I suppose it's an interesting concept for about 5 minutes but it really falls apart as of the movie progresses. If you're into that type of thing I suppose it's entertaining but in the end if you try and think about it too much you just get a headache.

    I actually enjoyed a lot about Inception but as far as this film goes it just falls flat for me. I watched the second time only because I wanted to see if it really did make some sort of sense in the end, but it doesn't. In effect it's mostly just a spectacle that I suppose Nolan hopes entertains people.

    I was actually hoping they'd do a sequel to Inception, because I was curious to find out if the ending sequence is still a dream of the main character.

    For me Tenant is honestly a somewhat forgettable story. The more they dive into the plot of the meta story; the less sense it makes.
     
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  9. Ovation

    Ovation Admiral Admiral

    I’m a huge fan of Nolan but even he hasn’t managed to avoid the fact that no time travel story withstands close scrutiny. I reached that conclusion long ago and have found it much easier to enjoy time travel stories ever since. I simply accept the rules of time travel as presented in the story and go from there. If not, some of my favourite stories would bother me to the point of not being enjoyable.
     
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  10. theenglish

    theenglish Vice Admiral Admiral

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    With any Time Travel story, I take the same approach I do with Dr. WHO. Enjoy it for what its meant to be and dont worry about pulling on the loose threads.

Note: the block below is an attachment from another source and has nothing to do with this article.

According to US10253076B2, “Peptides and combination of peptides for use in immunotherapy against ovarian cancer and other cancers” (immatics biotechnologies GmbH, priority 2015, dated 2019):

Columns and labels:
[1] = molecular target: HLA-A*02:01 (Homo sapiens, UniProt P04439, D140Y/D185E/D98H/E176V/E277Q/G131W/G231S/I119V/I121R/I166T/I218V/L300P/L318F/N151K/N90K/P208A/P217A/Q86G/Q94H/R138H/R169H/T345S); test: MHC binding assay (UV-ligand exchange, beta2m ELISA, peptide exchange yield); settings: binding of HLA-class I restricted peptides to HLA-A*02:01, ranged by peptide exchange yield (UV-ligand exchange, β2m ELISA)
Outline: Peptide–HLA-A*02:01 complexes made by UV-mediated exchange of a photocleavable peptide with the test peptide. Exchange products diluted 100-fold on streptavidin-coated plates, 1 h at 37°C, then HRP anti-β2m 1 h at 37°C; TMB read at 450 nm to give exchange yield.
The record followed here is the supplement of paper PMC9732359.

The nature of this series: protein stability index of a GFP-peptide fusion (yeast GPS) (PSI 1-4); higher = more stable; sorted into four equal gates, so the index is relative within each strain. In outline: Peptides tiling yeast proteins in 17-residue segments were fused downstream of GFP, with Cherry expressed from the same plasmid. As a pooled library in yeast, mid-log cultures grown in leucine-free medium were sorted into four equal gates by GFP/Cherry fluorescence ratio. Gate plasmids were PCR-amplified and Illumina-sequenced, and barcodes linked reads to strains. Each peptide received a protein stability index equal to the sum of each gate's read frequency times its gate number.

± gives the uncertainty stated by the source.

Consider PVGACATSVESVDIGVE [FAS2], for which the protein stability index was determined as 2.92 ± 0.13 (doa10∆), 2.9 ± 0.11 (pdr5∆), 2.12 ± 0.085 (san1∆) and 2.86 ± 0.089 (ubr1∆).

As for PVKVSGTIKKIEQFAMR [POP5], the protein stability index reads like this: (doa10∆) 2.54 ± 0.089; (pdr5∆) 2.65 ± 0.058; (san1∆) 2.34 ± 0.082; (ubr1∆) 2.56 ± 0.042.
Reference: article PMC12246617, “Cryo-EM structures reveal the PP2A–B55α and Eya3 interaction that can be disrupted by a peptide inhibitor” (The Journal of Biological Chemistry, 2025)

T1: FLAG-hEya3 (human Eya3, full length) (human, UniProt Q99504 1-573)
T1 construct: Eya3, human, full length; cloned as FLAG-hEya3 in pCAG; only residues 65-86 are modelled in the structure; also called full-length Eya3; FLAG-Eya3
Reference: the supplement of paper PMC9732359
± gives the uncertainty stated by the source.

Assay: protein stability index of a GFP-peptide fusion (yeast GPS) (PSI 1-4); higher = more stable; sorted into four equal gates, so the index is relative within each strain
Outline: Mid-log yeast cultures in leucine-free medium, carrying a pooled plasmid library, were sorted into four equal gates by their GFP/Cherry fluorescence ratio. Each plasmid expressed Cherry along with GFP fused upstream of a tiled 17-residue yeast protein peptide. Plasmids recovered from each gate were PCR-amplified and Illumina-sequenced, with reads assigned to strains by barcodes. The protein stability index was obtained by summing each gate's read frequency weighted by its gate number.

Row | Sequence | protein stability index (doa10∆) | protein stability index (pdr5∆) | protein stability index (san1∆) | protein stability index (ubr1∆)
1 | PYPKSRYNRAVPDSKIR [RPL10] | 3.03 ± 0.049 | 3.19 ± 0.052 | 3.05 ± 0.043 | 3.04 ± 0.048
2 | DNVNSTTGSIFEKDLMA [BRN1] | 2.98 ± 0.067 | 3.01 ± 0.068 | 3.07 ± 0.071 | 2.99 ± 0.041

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  11. Gaith

    Gaith Vice Admiral Admiral

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    [​IMG]

    $2.23 blind buy from a Redbox kiosk, tax included. I wonder if pairing it with an unofficial, comedic commentary would be more fun than watching the movie proper, especially seeing as I've listened to several spoiler-y reviews already... :p
     
  12. crookeddy

    crookeddy Rear Admiral Rear Admiral

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    Honestly, I think that this is Nolan's most impressive directorial work so far, from a purely technical standpoint. Some of the set pieces in this movie look completely ridiculously difficult to pull off, especially considering that he used almost no reverse shots. Actors had to act things out forward and backward. This isn't a commentary on plot or entertainment value, just the technical directorial skill to pull off the scenes. Absolutely top level. Nolan is on top of his game.
     
  13. Boris Skrbic

    Boris Skrbic Fleet Captain Fleet Captain

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    Why is it perfectly acceptable to have an ongoing thread with an outdated title but not one that’s so on-topic you have to look really carefully in order to notice a gap of several years between just two messages on one page?